What’s good: The data-driven picks are worth reading if you’re looking for places matching the magazine’s screens. The “second career” and “downsize” lists are especially timely, given the recent rampant layoffs and 7 percent unemployment rate for people 55 and older. This year, U.S. News has become more forthright noting the specific criteria it feeds into its grinder to anoint its Top 10s, such as below-average housing costs (in the downsizing list) and below-average unemployment (in the second-career list).

What’s not good: Descriptions of each winner are just a couple of sentences and links to data points, so you don’t get much detail about why a top place is tops. Nor will you read about drawbacks unless you delve into the data. No place in the Northeast shows up on any of the latest U.S. News lists.

Best for: Finding retirement destinations based on one or two top priorities (as long as you don’t want to retire in New England).

Top picks:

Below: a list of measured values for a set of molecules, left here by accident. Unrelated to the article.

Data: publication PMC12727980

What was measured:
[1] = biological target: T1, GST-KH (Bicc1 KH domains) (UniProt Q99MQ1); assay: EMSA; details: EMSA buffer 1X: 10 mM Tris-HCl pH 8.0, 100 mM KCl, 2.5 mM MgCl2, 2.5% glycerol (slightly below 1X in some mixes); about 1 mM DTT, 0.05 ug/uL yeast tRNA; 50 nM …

• Affordable Places and Places to Downsize in Retirement double winner: Tucson, Ariz.
  • Downsize in Retirement surprise pick: Murfreesboro, Tenn.
  • Retire on Water surprise pick: Bella Vista, Ark.
  • Launch a Second Career in Retirement surprise pick: Harrisonburg, Va.


MoneyWatch rating:

How it rates places: Hard to say for Money’s “25 Best Places to Retire,” because the magazine doesn’t divulge its criteria on its site. And all the magazine says about how the 20 towns were chosen for its “Best Places for a Healthy Retirement” is that their residents “live a long life, there are lots of doctors and hospitals nearby and you can pursue an active lifestyle.”

What’s good: You can easily find a long list of stats for each of these winners, from weather to house prices. And you can see how any of the Best Places to Retire measure up against Money’s overall Top 10 Best Places in the same key measurements.